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Pig brain consumption habits and its potential for transmission of pork tapeworm to humans in porcine cysticercosis endemic areas

Author: 
Helena Aminiel Ngowi
Subject Area: 
Health Sciences
Abstract:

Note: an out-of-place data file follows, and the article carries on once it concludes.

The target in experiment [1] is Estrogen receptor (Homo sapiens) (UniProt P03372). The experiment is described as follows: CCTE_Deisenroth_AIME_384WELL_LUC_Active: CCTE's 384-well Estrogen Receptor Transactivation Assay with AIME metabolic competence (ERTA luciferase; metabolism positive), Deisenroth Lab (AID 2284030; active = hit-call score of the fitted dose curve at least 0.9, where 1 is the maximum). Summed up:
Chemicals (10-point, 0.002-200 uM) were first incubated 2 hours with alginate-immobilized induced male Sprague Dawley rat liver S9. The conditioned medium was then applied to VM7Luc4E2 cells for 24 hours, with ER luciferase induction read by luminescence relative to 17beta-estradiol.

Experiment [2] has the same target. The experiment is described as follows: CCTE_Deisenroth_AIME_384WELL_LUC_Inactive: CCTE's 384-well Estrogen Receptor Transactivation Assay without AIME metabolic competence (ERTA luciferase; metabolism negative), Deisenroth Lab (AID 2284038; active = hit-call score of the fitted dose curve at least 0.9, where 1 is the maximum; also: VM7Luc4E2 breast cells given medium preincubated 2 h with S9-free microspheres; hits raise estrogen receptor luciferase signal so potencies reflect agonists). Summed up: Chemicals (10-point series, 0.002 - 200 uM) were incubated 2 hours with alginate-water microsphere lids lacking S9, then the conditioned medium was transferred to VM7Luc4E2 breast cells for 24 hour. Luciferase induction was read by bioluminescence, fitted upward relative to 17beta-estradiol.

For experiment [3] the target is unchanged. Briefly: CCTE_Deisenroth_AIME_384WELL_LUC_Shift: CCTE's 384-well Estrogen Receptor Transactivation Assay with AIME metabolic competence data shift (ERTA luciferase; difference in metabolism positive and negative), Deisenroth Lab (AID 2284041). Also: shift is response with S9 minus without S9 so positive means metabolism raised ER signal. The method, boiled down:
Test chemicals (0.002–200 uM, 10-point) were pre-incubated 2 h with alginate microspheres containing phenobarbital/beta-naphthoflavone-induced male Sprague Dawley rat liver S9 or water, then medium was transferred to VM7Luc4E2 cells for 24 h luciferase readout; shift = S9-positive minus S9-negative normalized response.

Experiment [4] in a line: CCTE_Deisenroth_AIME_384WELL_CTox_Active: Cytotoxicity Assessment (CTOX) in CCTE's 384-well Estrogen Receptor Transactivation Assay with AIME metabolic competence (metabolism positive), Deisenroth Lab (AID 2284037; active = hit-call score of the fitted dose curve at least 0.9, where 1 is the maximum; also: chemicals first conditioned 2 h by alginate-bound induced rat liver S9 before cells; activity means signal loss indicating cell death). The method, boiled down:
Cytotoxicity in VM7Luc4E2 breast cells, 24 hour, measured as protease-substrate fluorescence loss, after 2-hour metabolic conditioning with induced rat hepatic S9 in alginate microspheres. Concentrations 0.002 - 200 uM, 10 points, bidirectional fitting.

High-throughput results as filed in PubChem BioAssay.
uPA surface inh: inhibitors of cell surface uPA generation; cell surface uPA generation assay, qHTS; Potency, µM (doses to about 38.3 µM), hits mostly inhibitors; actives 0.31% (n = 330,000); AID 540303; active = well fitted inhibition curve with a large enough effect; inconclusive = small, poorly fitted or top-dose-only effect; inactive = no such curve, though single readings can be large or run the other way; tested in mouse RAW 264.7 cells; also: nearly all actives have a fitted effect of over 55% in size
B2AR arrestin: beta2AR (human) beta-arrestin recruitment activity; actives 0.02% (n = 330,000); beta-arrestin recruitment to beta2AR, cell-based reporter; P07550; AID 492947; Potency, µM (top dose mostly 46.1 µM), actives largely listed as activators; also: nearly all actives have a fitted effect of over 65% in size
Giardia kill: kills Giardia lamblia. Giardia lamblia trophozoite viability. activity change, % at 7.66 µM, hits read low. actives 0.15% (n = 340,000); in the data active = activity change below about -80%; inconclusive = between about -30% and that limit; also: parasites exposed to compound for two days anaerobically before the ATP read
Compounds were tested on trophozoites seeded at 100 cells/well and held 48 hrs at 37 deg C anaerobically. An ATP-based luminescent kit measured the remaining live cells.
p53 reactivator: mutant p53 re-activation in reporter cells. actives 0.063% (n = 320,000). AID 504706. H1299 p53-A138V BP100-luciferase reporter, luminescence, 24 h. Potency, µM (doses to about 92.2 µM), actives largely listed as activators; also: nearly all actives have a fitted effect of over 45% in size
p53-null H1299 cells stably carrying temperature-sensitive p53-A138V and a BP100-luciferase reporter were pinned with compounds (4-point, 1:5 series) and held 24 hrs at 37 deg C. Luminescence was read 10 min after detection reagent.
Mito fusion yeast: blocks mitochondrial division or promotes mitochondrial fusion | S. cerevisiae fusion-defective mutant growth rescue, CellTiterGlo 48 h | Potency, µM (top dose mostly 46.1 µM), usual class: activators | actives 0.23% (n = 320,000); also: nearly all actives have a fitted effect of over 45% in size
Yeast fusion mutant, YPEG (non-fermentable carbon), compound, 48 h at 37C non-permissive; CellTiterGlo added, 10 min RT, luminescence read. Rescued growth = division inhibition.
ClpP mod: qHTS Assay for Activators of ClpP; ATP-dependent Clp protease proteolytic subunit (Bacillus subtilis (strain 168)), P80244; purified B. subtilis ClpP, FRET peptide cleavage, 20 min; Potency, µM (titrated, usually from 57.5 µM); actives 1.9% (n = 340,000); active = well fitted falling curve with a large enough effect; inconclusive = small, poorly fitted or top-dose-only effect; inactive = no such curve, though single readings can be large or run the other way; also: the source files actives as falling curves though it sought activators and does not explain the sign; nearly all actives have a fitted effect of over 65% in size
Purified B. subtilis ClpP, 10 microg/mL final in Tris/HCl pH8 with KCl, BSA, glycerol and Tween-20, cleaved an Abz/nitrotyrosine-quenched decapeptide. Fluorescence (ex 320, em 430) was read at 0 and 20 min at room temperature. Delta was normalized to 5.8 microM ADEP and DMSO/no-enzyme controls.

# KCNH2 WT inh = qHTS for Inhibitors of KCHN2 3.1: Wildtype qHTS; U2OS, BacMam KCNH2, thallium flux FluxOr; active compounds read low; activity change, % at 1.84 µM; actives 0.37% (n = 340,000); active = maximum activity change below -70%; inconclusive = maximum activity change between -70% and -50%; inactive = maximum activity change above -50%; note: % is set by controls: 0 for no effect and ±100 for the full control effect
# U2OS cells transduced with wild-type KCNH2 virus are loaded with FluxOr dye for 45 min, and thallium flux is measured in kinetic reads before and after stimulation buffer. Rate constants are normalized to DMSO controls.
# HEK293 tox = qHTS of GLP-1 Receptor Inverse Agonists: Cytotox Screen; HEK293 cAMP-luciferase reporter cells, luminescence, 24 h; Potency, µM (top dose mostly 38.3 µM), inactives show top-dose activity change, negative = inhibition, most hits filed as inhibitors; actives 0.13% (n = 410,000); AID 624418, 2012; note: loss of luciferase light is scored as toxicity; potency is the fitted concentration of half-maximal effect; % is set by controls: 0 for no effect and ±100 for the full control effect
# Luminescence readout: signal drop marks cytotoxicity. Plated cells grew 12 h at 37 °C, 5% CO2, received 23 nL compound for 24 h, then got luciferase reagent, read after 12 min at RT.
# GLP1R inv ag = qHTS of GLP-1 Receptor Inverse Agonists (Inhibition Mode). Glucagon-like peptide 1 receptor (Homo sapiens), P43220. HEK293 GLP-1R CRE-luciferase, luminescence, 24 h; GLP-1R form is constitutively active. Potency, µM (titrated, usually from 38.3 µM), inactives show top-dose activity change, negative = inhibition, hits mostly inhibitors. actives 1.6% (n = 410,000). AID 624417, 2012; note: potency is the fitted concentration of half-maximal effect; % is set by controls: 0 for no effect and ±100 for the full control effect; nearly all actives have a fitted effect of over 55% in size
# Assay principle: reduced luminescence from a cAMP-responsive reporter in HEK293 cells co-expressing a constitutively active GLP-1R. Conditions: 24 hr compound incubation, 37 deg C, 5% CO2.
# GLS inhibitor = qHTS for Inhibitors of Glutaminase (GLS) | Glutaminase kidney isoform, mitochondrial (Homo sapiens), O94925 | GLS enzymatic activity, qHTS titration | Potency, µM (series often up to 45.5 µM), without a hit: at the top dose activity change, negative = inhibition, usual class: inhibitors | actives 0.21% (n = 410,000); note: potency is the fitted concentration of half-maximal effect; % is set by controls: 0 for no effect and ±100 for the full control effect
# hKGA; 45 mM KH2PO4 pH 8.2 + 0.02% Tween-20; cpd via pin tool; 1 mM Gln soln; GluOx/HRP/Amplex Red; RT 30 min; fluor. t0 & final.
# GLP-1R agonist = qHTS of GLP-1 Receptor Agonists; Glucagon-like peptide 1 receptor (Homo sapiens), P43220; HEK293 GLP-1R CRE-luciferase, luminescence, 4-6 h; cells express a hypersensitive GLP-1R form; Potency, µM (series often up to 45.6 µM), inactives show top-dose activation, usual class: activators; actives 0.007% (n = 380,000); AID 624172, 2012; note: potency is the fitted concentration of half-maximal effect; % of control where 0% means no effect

Porcine Taenia solium cysticercosis causes taeniasis in humans, the source of neurocysticercosis that causes life-threatening epileptic seizures. The current drug of choice cannot kill parasite larvae in the brain of pig. In addition, meat inspection in most countries does not include inspection of the brain. A questionnaire was administered to 74 smallholder pig farming households in porcine cysticercosis endemic villages of Mbulu district, northern Tanzania, to explore about pig brain consumption habits as compared to those of pork. While approximately 89.2% (95% CI: 79.8, 95.2; n = 74) of households consumed pork, only about 29.7% (95% CI: 18.9, 42.4; n = 64) admitted that they consumed pig brains. Nevertheless, 40.6% (95% CI: 28.5, 53.6; n = 64) of the households indicated that pig brains were consumed in the village. Males were approximately two times more likely to indicate that pig brains were consumed than females. While frying was the preferred method of cooking pork, boiling in water was the preferred method of cooking the brain. More studies are needed to ascertain local perceptions, adequacy of cooking methods in destroying T. solium larvae as well as the need for routine inspection of pig brains in porcine cysticercosis endemic areas.

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